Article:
• Throughout France, since about the sixteenth century and into the beginning of the nineteenth century, adult females have retained their birth names after marriage on all legal documents.    
  • Quite often, children were given more than one given name, which may be names of parents or relatives. Baptismal names may be different from the names given in civil registration or may have been omitted later in the child’s life. Others were changed to the most common way that it was spelled during the time period that was being written. Many given names were given dialectical variations and forms, for example, Daniel may also be found as Denic or Deniel.
  • Compound given names, such as Jean-Luc, Jean-Paul, or Anne-Sophie are not uncommon. These are not considered to be two separate given names. The second part of a compound name may be a given name normally used by the opposite sex. However, the gender of the compound is determined by the first component.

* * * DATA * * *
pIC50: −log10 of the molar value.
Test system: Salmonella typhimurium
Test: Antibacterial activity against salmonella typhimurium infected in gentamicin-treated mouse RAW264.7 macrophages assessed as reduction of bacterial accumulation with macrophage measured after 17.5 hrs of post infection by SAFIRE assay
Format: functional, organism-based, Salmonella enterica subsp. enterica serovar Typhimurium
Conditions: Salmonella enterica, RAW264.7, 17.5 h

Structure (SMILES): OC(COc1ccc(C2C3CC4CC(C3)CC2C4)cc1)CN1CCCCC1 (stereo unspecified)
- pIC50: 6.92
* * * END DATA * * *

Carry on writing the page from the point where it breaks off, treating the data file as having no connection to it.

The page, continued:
If you are wondering if your ancestor’s surname is French, a quick way to check is to go to Geneanet.org and type in the name. If your name does not come up, chances are that it may not be French. This site is a paid site. Members of The Church of Jesus Christ of Latter-day Saints can receive a free membership by following the link https://www.familysearch.org/campaign/partneraccess/. You must be logged into FamilySearch to verify your Church Membership.

Another site to check for surnames is Géopatronyme.com. The site is free and if your ancestor was a person with a unique name, you may be able to find the department from which he or she probably came. It covers the surname distribution in France from 1891-1990.

Try to get the earliest form of your ancestor’s surname, before it was Anglicized. If there were many spellings, try to get them all. Variations can indicate the true pronunciation, which could lead to a location.